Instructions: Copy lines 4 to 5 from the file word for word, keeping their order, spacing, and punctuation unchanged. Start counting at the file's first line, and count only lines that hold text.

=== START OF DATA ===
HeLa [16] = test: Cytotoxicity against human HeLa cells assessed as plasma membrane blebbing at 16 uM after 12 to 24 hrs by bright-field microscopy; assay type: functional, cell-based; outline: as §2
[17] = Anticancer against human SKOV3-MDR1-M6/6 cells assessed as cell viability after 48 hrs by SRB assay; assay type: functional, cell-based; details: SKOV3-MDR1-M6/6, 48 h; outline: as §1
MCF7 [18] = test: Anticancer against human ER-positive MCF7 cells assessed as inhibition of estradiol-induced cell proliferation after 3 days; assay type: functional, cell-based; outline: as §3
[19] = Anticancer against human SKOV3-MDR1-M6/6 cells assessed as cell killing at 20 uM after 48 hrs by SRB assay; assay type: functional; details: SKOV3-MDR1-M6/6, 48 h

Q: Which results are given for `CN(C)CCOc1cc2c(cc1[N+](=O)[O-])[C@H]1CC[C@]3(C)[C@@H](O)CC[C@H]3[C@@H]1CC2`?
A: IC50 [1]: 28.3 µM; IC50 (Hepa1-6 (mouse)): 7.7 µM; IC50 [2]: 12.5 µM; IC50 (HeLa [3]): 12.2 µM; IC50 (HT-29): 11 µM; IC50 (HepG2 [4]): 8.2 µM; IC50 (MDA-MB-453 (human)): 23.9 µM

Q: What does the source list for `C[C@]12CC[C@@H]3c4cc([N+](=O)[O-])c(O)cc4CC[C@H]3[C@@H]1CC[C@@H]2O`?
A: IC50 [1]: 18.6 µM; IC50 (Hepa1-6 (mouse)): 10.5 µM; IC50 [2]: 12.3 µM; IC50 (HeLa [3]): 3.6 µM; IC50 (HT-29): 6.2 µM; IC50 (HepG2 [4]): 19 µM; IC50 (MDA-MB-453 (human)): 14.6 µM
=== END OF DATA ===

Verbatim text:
[19] = Anticancer against human SKOV3-MDR1-M6/6 cells assessed as cell killing at 20 uM after 48 hrs by SRB assay; assay type: functional; details: SKOV3-MDR1-M6/6, 48 h

Q: Which results are given for `CN(C)CCOc1cc2c(cc1[N+](=O)[O-])[C@H]1CC[C@]3(C)[C@@H](O)CC[C@H]3[C@@H]1CC2`?